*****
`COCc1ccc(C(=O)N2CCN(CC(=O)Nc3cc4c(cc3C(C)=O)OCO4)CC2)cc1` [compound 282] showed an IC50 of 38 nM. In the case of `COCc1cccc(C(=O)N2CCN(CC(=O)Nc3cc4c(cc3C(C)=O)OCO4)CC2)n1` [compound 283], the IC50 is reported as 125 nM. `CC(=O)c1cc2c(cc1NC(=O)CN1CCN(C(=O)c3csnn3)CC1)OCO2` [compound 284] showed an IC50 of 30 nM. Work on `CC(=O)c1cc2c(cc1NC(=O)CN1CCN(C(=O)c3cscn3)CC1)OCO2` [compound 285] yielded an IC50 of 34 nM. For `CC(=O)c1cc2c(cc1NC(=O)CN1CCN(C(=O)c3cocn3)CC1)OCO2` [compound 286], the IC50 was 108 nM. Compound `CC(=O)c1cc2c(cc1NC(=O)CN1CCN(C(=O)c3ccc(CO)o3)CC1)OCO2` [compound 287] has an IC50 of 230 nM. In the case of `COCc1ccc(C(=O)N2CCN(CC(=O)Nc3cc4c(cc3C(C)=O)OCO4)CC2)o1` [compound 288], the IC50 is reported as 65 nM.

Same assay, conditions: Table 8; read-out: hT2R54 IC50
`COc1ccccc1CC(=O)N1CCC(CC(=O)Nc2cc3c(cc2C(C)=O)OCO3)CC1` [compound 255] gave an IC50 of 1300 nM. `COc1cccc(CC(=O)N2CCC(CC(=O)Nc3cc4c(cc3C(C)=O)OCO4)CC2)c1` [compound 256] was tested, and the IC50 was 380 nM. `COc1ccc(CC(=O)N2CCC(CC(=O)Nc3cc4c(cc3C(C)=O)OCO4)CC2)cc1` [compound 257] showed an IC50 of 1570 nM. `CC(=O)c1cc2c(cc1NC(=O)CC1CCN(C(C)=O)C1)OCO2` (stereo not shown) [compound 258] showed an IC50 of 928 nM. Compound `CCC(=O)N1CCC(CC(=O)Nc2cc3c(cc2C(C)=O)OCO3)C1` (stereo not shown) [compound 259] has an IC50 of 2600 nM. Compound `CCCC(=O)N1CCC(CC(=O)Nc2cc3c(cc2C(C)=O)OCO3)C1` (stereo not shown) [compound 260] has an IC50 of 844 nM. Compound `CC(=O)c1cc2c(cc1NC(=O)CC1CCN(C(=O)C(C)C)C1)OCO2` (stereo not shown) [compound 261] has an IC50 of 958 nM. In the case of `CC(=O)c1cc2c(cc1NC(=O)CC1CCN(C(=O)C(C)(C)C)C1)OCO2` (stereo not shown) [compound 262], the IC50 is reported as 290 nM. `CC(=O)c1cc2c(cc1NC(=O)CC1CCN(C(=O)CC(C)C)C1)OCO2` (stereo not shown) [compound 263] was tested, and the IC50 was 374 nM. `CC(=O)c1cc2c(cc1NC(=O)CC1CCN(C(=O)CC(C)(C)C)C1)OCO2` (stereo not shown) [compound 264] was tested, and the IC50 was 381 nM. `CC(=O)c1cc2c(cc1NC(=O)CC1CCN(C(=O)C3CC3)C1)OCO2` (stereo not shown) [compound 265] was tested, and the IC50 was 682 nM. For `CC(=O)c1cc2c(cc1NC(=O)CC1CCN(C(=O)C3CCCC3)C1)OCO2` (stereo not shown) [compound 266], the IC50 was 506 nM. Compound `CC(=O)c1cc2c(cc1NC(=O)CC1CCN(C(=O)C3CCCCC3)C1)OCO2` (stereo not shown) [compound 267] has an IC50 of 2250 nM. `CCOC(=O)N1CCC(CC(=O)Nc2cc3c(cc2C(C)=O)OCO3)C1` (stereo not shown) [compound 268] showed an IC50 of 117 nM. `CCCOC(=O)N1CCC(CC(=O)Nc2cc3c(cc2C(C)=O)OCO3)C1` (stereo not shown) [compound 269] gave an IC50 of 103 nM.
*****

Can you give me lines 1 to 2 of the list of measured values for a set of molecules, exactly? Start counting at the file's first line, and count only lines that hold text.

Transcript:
`COCc1ccc(C(=O)N2CCN(CC(=O)Nc3cc4c(cc3C(C)=O)OCO4)CC2)cc1` [compound 282] showed an IC50 of 38 nM. In the case of `COCc1cccc(C(=O)N2CCN(CC(=O)Nc3cc4c(cc3C(C)=O)OCO4)CC2)n1` [compound 283], the IC50 is reported as 125 nM. `CC(=O)c1cc2c(cc1NC(=O)CN1CCN(C(=O)c3csnn3)CC1)OCO2` [compound 284] showed an IC50 of 30 nM. Work on `CC(=O)c1cc2c(cc1NC(=O)CN1CCN(C(=O)c3cscn3)CC1)OCO2` [compound 285] yielded an IC50 of 34 nM. For `CC(=O)c1cc2c(cc1NC(=O)CN1CCN(C(=O)c3cocn3)CC1)OCO2` [compound 286], the IC50 was 108 nM. Compound `CC(=O)c1cc2c(cc1NC(=O)CN1CCN(C(=O)c3ccc(CO)o3)CC1)OCO2` [compound 287] has an IC50 of 230 nM. In the case of `COCc1ccc(C(=O)N2CCN(CC(=O)Nc3cc4c(cc3C(C)=O)OCO4)CC2)o1` [compound 288], the IC50 is reported as 65 nM.

Same assay, conditions: Table 8; read-out: hT2R54 IC50